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Labib Mansour 21 Feb 2023

Historical Snapshot: The Tacos Arabes Lebanese People Brought to Mexico

What do we know about Lebanese immigrants to Mexico? Most will be able to name Salma Hayek and Carlos Slim when asked, but what if we went a little deeper into the Lebanese-Mexican relation. What if we delved deep into the deep pits of our stomachs, and explored the wonderful fusion that is the Taco Árabes.

Immigrants from the Ottoman Levant began to arrive in Mexico in the 19th century, with more waves coming soon thereafter. They have crossed the ocean into the New World, but these immigrants did not forget the lands they came from, and made sure their cuisines reflected that.

Now while some will claim that the entirety of the modern-day taco was invented by Lebanese and Arab immigrants to the region, most will agree that at least the Taco Arabes was invented.

Lebanese and other post-Ottoman immigrants arriving in Puebla, Mexico in the early 20th century, quickly spread their cuisine across the city. Their first major innovation was bringing shawarma-style cooking into the Mexican scene, with lamb replaced for pork in this cross-Atlantic instance.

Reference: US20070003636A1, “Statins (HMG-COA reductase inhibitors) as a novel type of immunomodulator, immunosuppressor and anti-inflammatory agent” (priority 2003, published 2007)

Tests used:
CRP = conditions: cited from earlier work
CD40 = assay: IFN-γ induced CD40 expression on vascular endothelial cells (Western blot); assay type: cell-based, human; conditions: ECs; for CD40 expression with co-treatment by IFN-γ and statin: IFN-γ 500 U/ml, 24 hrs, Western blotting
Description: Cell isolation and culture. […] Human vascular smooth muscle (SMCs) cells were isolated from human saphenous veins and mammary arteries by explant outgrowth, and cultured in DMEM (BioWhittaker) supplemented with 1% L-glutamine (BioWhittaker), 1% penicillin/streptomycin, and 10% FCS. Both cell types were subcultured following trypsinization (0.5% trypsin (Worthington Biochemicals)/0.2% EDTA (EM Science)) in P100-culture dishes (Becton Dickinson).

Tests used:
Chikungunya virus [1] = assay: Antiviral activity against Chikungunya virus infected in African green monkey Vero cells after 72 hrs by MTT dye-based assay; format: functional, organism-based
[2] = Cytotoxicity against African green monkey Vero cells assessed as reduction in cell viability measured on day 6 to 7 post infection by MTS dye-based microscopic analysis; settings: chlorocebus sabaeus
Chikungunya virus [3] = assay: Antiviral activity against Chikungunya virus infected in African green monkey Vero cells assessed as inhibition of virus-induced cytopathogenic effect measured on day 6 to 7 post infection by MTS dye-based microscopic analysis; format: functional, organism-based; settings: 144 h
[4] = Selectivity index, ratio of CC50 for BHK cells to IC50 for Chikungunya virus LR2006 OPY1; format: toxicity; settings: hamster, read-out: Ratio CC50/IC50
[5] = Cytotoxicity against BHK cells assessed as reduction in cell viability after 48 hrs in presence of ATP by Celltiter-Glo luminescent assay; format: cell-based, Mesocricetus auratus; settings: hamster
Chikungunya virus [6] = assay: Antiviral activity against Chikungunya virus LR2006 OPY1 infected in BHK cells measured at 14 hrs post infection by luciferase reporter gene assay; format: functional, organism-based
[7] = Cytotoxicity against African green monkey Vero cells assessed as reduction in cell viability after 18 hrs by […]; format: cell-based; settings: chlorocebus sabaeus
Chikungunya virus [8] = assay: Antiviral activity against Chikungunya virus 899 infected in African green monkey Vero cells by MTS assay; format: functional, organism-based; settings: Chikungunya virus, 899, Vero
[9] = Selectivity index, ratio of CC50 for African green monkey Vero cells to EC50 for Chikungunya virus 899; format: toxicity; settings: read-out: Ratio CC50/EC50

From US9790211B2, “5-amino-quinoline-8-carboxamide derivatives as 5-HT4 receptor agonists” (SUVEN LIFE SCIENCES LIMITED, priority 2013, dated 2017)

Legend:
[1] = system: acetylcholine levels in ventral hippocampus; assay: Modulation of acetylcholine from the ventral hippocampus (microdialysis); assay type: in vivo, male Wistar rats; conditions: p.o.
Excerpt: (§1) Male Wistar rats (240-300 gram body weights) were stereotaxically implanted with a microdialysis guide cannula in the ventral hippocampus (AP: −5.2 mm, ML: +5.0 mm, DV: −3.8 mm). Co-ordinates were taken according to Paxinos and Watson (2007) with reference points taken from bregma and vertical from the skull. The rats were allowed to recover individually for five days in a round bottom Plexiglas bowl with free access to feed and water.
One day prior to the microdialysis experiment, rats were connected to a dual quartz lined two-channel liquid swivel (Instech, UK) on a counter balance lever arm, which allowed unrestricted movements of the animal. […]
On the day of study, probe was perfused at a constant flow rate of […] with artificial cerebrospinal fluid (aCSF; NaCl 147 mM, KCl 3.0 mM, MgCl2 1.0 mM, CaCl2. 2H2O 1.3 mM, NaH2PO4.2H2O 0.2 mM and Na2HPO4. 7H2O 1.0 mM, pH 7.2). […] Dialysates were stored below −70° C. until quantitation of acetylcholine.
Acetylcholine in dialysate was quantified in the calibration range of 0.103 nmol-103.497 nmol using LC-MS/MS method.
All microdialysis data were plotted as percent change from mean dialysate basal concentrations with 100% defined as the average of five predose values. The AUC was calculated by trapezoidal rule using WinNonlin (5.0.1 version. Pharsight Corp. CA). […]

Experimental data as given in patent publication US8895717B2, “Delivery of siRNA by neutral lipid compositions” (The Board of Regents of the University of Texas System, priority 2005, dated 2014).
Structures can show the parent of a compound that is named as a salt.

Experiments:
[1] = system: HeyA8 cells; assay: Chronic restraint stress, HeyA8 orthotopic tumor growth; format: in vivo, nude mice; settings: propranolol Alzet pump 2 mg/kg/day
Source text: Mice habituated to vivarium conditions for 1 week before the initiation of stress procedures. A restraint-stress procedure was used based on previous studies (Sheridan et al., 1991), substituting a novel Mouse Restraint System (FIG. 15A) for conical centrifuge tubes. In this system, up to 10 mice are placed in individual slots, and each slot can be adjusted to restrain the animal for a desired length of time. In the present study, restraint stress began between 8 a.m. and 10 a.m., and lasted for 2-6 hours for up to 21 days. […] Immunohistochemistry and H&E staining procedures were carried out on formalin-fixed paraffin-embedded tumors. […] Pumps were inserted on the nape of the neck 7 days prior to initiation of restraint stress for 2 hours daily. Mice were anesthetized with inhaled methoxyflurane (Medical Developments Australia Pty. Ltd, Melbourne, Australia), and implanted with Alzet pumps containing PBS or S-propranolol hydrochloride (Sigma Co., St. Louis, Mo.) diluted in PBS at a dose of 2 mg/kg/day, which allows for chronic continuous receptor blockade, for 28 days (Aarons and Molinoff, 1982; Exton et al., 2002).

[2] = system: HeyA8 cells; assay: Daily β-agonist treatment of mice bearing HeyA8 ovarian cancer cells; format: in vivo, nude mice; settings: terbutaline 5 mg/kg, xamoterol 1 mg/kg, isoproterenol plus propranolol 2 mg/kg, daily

This type of cooking, now known as Al Pastor, involves cooking pork marinated with dried chilies, spices, pineapple, and achiote paste on a shawarma-like rotisserie. Another variant of Al Pastor is what has come to be known as Tacos Árabes.

These tacos usually come with a Middle Eastern-twist, utilizing spices used in local cuisines such as cumin instead of the more dazzling Mexican pineapple. Additionally they are served on pan Arabe bread, which is basically pita. These tacos have spread through Mexico and the United States, and have been described as shawarmas al pastor.

The origins of these tacos remains somewhat mysterious, but what is certain is that arrived in Puebla in the 20th century, whether that happened at a restaurant called La Oriental or through some other form of immigrant fusion, we couldn’t tell you. In any case, it is truly a fascinating story of cross-cultural success and a symbol of Lebanese assimilation around the world.

We’ll take 6 tacos to go please.

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